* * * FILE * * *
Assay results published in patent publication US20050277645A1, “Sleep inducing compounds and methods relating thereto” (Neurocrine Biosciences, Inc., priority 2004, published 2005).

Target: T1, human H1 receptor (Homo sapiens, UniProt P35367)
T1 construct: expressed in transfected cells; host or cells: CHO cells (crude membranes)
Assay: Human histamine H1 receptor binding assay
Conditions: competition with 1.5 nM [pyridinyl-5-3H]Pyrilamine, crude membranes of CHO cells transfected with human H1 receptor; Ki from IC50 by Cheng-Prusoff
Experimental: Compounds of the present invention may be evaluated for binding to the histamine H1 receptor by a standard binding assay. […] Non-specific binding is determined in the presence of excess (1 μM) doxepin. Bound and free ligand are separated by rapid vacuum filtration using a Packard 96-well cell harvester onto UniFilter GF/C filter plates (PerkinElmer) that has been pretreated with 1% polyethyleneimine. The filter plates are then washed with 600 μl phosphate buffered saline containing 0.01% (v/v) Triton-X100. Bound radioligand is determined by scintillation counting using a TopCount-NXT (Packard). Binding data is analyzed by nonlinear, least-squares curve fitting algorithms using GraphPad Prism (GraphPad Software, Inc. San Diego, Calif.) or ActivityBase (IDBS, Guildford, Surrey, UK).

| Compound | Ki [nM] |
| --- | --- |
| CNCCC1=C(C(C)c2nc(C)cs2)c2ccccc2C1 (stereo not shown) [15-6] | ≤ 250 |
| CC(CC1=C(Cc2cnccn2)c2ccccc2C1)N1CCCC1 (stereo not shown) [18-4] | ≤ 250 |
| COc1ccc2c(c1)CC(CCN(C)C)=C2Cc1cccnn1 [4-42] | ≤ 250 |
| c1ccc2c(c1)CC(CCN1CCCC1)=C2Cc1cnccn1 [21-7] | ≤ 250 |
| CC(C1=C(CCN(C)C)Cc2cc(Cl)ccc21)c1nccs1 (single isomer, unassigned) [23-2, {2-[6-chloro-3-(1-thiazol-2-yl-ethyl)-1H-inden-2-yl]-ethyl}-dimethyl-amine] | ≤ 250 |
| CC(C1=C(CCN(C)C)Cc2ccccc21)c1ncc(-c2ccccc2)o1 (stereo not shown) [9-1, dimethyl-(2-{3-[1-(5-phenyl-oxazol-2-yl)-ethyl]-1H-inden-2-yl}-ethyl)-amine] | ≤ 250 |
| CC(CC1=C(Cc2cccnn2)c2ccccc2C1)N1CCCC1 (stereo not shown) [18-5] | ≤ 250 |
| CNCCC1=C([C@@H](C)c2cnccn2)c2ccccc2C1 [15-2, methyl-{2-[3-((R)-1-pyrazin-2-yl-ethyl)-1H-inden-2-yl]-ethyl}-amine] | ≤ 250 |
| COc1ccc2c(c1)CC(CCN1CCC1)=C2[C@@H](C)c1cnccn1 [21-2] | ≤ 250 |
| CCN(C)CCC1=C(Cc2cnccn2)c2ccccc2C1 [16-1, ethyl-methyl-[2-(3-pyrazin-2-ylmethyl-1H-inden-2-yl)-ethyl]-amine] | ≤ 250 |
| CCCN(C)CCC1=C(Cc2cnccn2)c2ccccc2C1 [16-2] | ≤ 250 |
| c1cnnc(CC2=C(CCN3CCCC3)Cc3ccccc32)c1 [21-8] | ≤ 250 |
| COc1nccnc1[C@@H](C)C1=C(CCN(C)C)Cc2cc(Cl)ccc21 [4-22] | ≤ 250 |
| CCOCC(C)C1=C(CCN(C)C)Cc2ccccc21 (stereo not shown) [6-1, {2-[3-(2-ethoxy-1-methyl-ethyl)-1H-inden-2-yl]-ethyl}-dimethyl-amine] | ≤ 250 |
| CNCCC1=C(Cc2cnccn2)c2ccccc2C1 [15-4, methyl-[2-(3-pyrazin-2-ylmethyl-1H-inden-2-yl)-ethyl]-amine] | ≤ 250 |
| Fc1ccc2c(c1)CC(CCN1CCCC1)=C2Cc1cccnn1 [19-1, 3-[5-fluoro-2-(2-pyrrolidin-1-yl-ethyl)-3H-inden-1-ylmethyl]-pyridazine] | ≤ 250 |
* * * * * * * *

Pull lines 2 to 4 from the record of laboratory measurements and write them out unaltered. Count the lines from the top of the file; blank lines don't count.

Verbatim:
Target: T1, human H1 receptor (Homo sapiens, UniProt P35367)
T1 construct: expressed in transfected cells; host or cells: CHO cells (crude membranes)
Assay: Human histamine H1 receptor binding assay